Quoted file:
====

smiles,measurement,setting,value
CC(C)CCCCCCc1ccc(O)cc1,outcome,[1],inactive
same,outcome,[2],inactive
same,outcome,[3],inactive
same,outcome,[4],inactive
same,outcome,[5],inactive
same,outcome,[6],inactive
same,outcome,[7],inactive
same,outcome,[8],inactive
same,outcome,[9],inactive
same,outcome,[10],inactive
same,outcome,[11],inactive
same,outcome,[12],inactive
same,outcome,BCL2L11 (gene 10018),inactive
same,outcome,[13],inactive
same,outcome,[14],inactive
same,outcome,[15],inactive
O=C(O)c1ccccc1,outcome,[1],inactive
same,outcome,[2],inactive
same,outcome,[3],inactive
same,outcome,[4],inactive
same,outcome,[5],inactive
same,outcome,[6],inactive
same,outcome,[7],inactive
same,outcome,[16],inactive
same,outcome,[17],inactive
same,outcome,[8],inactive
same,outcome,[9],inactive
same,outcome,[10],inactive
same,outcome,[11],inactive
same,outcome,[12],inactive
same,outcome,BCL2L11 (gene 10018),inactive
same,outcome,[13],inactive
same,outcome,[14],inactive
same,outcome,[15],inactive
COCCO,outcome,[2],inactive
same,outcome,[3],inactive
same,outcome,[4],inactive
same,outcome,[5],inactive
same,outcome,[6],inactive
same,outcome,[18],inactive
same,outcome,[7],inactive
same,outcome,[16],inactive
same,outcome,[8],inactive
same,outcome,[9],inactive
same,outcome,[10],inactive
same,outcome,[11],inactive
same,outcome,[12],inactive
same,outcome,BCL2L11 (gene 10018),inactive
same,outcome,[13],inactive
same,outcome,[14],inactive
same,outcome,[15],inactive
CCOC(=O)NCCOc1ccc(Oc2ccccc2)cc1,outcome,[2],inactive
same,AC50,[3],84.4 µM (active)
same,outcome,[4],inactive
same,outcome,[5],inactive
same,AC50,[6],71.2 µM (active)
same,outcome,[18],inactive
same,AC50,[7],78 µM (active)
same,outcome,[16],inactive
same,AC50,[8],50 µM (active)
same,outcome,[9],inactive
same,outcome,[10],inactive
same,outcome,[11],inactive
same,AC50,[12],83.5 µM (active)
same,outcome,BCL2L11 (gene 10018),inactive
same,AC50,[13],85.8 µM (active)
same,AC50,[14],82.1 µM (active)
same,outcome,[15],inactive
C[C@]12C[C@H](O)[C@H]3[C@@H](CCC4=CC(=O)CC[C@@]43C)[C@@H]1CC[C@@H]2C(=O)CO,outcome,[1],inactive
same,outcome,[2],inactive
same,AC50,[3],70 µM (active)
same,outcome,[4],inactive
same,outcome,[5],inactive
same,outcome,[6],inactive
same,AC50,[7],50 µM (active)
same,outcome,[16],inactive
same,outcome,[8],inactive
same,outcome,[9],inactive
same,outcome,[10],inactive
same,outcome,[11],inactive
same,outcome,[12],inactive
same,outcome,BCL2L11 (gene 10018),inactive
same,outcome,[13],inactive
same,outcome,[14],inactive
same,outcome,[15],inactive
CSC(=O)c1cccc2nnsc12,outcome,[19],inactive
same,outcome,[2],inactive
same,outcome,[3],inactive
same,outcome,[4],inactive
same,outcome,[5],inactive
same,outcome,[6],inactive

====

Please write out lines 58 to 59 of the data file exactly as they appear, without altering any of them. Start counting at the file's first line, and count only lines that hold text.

same,outcome,[18],inactive
same,AC50,[7],78 µM (active)